Prior to 2004, a rise in demand could be met by OPEC bringing on spare capacity (opening the taps), but since then demand growth could only be met by bringing on line new capacity - Discovering and building out new fields - Drilling wells, building oil processing plants and pipelines. This is time consuming and expensive in terms of capital and energy used. This is also dependent upon oil companies discovering new oil fields to develop, which they have not been very good at for decades. Fields are tapping out faster than new sources can fill in the gap. Oil has a composite figure of 4.5% production decline - This is a composite of the fields in decline and the new fields where production still rises. The oil exporting countries themselves become their own growing consumers as their economies ascend, with their growing slice shrinking the rest of the pie available.
So, obviously, oil dependency is a business model component that devours the business model. The same can be said for the braindead energy-intensive schemes: Bio fuels, CCS Carbon Capture and Storage, and hydrogen fuel cells. The financial, intellectual and energy capital spent on these braindead schemes that will produce nothing worthwhile and would be much better spent on viable energy production, energy efficiency and electric transportation schemes.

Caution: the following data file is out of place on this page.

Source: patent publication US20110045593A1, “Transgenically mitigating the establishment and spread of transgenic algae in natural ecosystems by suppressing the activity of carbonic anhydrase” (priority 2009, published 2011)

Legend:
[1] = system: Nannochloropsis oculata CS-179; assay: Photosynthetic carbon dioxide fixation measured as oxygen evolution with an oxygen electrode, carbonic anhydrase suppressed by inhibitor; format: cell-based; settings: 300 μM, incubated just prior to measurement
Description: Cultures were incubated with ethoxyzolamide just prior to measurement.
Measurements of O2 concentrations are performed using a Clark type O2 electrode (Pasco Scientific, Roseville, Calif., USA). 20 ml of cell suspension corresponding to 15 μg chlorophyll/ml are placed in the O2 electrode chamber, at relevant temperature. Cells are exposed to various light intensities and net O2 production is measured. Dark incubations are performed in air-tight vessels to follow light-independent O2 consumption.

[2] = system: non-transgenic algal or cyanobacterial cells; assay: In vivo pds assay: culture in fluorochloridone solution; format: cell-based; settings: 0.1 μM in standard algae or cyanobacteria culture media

Energy efficiency is the big nut but not the whole nut, new energy sources have to come into play, and this combination is the most veracious key new bubble with the most potential to exploit. Automotive's part of this key new bridge is too tall of an order for the GM dimwits - They can't hack it. Their behaviour now, with their hand out, is no different than their response to the first Japanese invasion - They wasted a ton of money (which they fortunately no longer have, or else they would buy their way into further stupidity) on a legal offensive, instead of an engineering and design offensive.
If you really do care about the welfare of the automotive ecosystem, condemning them to a cancer seems kinda counterintuitive.